By Cres Vellucci
Vanguard Sacramento Bureau Chief
DUBLIN, CA – Yolanda Huang—a civil rights and defense lawyer who makes it a habit of suing jails and police for mistreating people—said Tuesday she has filed an internal affairs complaint against deputies at Alameda County’s Santa Rita Jail who she claims are guilty of “racist discrimination and conduct” because she’s a “non-white” attorney.
Huang said she’s under no illusion Internal Affairs will help, but she has already received some relief in U.S. District Court, where a judge has ruled counsel for “County Defendants shall ensure that the Jail follows the same rules with respect to Plaintiffs’ counsel’s visits with her clients in preparation for the depositions and for the depositions themselves as it does for all other counsel visits.”
Huang, in a statement released Tuesday night, said depositions are due soon in federal court.
Huang said, according to her IA complaint, “On Friday, June 17, 2022, I experienced an ongoing pattern of harassment, so much so that I have had to raise this issue with the Court, and obtained (a) Court order that I am to be treated just like every other attorney. Despite that court order, I am still being subjected to racist and discriminatory treatment.”
She named deputies “Hunt and DeLima” in her IA complaint.
In her complaint, Huang charged, “I appeared at Santa Rita Jail (on June 17) for contact visits with a paper pass. I, and three other attorneys, one white female and two white males were gathered to be cleared to enter the secure area of the jail.”
“When I presented my documents for the paper pass, my documents were meticulously examined, repeatedly, and held up to the light for inspection. Deputy Hunt explained that “fake” legal documents were being presented with liquid meth embedded on the pages,” explained Huang.
“None of the three white attorneys were subjected to this level of inspection. From all appearances, the searches of their documents were cursory. None of the other three, white, attorneys were advised that the jail was looking for ‘fake’ legal documents being used to smuggle in liquid meth,” she said.
Huang added, “I had notebooks for clients and I was told that the notebooks did not constitute ‘documents’ and that not only could I not give these documents to clients, I could not keep them on my person. Deputy Hunt insisted that I surrender them to the jail. I refused, knowing that giving up custody could open myself to having drugs planted in those notebooks, and false accusations.
“I would also note that a white male attorney was permitted to enter the secure area of the jail with a metal insulated cup of what appeared to be liquid coffee, which I believe is totally against the rules. Deputy Hunt did not say ‘boo’ or even mention the metal, insulated cup although that metal, insulated coffee cup was in plain sight.”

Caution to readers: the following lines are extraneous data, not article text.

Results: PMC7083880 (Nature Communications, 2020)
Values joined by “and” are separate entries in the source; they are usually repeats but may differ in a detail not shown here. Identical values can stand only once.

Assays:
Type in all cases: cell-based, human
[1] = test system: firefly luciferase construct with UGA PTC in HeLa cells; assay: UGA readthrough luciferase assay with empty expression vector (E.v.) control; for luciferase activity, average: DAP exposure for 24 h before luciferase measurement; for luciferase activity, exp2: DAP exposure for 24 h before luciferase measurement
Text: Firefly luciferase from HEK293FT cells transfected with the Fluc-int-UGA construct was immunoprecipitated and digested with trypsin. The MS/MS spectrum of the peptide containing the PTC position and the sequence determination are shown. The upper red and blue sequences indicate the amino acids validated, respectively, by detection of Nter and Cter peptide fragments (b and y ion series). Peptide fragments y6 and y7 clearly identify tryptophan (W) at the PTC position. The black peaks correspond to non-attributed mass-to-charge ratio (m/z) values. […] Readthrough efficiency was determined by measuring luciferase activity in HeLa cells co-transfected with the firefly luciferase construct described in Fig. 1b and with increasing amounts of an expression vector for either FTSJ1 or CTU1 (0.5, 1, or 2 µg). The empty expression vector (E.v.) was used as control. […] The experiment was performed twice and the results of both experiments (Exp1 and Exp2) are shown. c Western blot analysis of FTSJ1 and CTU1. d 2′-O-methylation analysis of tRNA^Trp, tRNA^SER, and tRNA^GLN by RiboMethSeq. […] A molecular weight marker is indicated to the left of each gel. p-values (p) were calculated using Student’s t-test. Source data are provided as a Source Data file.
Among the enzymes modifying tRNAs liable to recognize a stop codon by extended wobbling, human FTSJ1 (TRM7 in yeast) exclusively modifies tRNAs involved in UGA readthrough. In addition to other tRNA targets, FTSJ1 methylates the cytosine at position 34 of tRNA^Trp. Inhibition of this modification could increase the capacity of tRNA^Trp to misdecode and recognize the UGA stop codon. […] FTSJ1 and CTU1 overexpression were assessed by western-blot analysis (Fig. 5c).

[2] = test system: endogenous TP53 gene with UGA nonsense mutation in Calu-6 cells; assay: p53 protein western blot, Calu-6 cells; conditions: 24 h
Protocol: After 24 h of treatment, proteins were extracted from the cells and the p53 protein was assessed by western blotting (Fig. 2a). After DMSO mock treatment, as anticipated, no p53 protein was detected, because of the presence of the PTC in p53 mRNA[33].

Huang added, “I was also told by the white, male attorney that he routinely provided blank paper to his clients, with the only limitation that he could only provide 250 sheets at a time. When Deputy Hunt stated that my notebooks were not contained within the definition of ‘documents’ in the jail’s policy. When asked for the definition of ‘documents,’ his response was ‘I shouldn’t be having this conversation.’
“When I asked who this conversation should be had with, he said his superior, and identified Sgt. DeLima. When I asked him to contact Sgt. DeLima, he left for 15 minutes, returned and said Sgt. DeLima would be coming up. After an additional 20 minutes, and only after I asked the front desk to page Sgt. DeLima, Deputy Hunt returned to state that Sgt. DeLima was unavailable,” said Huang.
“By this time, I had been waiting in the lobby for an hour. Then Deputy Hunt informed me that I had to surrender the notebooks and I was also informed that unless I surrendered the notebooks, I would not be permitted admittance, so I left the jail without conducting any interviews,” noted Huang.
Huang charged, “Clearly, racial bias being exercised—with none of the white attorneys being told that items which could not be given to inmates, contained in their good-size brief cases, had to be surrendered. They were all permitted to enter with their briefcases intact.
“The insinuation that I am engaged in smuggling ‘fake’ legal documents embedded with meth into the jail, when none of the other white attorneys are subjected to anything close to the level of inspection I was subjected to, and a white, male attorney is permitted to bring a metal insulated mug, into the secure area of the jail, is a clear demonstration of racist and discriminatory conduct by jail staff. I have included Sgt. DeLima in this formal complaint because Deputy Hunt repeatedly stated that he was following the orders of Sgt. DeLima,” said Huang.
“Both Deputy Hunt and Sgt. DeLima should be required to take significant training on racial bias. Racial discrimination in any form is an anathema and unacceptable conduct, especially from the institution of the Sheriff’s Office, which receives such a significant share of Alameda County taxpayer support, of which I am one,” said Huang in her complaint.
“I am making a formal request that you pull all of the video surveillance footage from the jail lobby, as it will clearly show the tall, white male attorney possessing a metal insulated cup, and being permitted to enter the secure area of the jail in possession of that cup. I am also requesting that you make the video of the complete interactions public. I am requesting a full and fair investigation and a public report on your findings,” said Huang.